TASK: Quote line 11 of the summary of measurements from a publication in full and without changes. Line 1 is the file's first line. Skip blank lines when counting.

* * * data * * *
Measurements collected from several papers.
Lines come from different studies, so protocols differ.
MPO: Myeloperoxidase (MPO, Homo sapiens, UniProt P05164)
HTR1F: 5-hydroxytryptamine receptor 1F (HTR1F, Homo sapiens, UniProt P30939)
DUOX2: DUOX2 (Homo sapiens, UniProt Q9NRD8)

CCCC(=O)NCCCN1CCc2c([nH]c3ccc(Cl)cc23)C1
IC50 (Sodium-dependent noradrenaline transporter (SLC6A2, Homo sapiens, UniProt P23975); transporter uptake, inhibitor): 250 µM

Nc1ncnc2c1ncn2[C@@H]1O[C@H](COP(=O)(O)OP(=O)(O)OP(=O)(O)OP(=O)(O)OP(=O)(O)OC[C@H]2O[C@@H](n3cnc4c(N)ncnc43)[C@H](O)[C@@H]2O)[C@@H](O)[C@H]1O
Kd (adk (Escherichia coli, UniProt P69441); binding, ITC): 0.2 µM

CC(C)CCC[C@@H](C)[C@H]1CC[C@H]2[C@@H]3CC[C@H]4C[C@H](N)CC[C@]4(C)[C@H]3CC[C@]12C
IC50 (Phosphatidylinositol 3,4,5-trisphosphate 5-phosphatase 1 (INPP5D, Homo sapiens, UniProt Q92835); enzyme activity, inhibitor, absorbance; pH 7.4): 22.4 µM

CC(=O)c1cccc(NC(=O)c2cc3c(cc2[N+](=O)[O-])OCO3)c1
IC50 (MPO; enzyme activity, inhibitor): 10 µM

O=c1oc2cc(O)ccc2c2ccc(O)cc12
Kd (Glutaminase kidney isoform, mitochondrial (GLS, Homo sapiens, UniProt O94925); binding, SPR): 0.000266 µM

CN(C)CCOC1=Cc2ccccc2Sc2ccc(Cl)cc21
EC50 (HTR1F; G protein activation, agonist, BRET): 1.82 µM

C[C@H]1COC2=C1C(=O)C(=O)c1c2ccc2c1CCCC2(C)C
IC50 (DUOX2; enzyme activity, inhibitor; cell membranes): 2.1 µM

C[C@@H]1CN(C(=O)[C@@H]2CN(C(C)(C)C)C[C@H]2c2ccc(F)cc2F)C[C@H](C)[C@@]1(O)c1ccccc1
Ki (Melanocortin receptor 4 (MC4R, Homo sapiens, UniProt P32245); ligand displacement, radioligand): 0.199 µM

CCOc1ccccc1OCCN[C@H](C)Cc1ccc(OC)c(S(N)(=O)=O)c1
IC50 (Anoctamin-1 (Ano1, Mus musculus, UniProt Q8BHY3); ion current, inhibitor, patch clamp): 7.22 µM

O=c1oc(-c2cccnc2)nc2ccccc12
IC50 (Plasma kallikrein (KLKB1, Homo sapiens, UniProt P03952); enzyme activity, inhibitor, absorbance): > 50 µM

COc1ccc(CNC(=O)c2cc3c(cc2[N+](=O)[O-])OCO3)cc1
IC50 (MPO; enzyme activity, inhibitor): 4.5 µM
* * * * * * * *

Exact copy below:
IC50 (Phosphatidylinositol 3,4,5-trisphosphate 5-phosphatase 1 (INPP5D, Homo sapiens, UniProt Q92835); enzyme activity, inhibitor, absorbance; pH 7.4): 22.4 µM